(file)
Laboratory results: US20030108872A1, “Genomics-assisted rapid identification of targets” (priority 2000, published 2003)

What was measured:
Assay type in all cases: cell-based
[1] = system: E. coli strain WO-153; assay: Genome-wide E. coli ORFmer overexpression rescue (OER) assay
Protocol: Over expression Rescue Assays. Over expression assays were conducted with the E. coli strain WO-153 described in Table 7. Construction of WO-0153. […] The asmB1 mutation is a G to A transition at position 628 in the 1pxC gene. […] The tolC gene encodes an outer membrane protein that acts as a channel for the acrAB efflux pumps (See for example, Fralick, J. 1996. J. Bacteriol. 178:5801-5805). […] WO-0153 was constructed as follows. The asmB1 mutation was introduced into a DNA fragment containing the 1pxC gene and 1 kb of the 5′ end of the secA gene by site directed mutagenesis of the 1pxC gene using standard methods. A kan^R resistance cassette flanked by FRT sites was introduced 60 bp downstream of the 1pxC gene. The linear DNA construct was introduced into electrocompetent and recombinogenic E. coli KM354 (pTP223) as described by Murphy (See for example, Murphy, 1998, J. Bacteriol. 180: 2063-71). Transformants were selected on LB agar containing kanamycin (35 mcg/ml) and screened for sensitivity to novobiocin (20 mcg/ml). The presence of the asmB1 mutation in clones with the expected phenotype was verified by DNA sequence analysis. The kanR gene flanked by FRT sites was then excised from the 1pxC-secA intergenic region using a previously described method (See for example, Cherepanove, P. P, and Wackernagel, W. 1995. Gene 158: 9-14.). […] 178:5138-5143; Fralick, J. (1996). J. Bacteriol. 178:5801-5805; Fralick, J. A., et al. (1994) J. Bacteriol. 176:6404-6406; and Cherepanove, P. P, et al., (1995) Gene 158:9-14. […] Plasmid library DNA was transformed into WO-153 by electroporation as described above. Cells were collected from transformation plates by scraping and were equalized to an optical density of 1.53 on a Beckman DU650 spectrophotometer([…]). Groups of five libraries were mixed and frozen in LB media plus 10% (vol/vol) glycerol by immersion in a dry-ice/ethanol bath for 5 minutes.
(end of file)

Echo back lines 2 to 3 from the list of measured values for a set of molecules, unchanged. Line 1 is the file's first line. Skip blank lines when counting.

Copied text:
What was measured:
Assay type in all cases: cell-based